Ancient Egyptian mummies have been an object of fascination. The Greek historian Herodotus, who lived in the fifth century B.C., visited Egypt and wrote a description of the mummification process. Since no ancient Egyptian text survives, his account forms the basis of many descriptions in modern books and museum displays.
Now a new study by two Canadian scientists suggests Herodotus may have gotten it wrong.
Yahoo News reports that two of the key points in Herodotus’ account – that the internal organs were dissolved with cedar oil enemas and the heart was always left in place – don’t stand up to scientific scrutiny. Researchers have examined studies of 150 mummies and put seven through CT scans and found little evidence of cedar oil. Also, in three-quarters of the mummies the heart was missing.
Herodotus also said that the brains were removed with a hook pushed through the nose. The study shows brains in about a fifth of mummies.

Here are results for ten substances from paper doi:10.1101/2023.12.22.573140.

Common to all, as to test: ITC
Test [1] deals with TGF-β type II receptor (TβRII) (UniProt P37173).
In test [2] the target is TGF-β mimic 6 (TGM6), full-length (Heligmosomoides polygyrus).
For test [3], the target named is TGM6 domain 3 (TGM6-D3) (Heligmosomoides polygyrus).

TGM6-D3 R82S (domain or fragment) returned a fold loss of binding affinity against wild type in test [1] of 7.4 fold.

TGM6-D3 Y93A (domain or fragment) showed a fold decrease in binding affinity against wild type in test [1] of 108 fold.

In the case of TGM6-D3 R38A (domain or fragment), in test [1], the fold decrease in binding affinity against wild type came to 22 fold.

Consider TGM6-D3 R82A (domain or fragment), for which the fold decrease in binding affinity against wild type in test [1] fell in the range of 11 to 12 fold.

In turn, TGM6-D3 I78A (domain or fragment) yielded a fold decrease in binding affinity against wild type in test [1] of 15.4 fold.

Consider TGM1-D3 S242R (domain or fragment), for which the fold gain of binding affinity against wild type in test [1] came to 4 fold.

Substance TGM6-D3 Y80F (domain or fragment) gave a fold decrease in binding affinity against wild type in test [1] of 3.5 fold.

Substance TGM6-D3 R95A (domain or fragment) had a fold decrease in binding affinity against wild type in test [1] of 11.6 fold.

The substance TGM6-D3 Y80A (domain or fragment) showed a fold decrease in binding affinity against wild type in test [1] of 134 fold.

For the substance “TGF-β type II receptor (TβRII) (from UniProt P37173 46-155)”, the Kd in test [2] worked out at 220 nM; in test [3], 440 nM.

So why did Herodotus get it wrong? The study’s coauthor Andrew Wade of the University of Western Ontario says mummification was a lucrative business and its secrets closely guarded. In other words, Herodotus was handed a line. Imagine a bunch of mummy makers drinking wine by the Nile after a busy day at the office and laughing about that clueless Greek who showed up asking questions. “Cedar oil enemas? Yeah, save that for the tourists!”
Another possibility is that the mummy makers cut corners. In many animal mummies, used as offerings to the gods, researchers found only partial skeletons or wrappings that contained nothing. Temples made lots of money selling animal mummies to the faithful, and they created fakes to increase profits.
The Michael C. Carlos Museum at Emory University has a longer account of Herodotus’ writings on mummification here. The study was published in the latest issue of HOMO: The Journal of Comparative Human Biology.
[Photo courtesy Wikimedia Commons]